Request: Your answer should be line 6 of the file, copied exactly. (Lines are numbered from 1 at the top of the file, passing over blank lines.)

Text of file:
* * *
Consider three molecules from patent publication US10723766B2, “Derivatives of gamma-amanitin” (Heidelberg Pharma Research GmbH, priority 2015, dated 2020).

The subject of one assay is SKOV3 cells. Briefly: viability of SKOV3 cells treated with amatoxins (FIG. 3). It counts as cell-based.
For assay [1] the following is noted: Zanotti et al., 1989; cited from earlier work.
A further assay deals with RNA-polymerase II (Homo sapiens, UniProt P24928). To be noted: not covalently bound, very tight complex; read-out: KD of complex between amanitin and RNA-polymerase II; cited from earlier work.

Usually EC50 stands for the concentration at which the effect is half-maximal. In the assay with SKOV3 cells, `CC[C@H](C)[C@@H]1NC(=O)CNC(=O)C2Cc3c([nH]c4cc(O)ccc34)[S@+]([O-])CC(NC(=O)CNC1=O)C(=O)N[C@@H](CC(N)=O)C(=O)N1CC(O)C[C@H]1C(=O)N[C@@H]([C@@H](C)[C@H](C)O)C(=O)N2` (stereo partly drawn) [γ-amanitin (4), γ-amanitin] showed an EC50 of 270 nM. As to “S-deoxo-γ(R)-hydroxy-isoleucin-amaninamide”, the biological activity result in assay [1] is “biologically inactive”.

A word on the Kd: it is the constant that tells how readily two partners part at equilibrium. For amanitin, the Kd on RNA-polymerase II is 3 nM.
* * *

A word on the Kd: it is the constant that tells how readily two partners part at equilibrium. For amanitin, the Kd on RNA-polymerase II is 3 nM.